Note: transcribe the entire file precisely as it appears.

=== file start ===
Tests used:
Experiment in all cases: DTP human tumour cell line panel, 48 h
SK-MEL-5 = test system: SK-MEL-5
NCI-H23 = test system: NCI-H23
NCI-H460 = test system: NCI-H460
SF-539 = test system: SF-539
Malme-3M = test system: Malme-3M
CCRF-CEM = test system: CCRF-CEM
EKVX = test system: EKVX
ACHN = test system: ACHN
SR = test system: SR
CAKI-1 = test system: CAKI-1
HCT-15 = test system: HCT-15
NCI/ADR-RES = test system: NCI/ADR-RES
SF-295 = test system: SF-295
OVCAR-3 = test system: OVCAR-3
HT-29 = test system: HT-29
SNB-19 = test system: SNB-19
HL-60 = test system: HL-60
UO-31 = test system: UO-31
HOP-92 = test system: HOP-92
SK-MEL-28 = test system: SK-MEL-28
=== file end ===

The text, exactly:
Tests used:
Experiment in all cases: DTP human tumour cell line panel, 48 h
SK-MEL-5 = test system: SK-MEL-5
NCI-H23 = test system: NCI-H23
NCI-H460 = test system: NCI-H460
SF-539 = test system: SF-539
Malme-3M = test system: Malme-3M
CCRF-CEM = test system: CCRF-CEM
EKVX = test system: EKVX
ACHN = test system: ACHN
SR = test system: SR
CAKI-1 = test system: CAKI-1
HCT-15 = test system: HCT-15
NCI/ADR-RES = test system: NCI/ADR-RES
SF-295 = test system: SF-295
OVCAR-3 = test system: OVCAR-3
HT-29 = test system: HT-29
SNB-19 = test system: SNB-19
HL-60 = test system: HL-60
UO-31 = test system: UO-31
HOP-92 = test system: HOP-92
SK-MEL-28 = test system: SK-MEL-28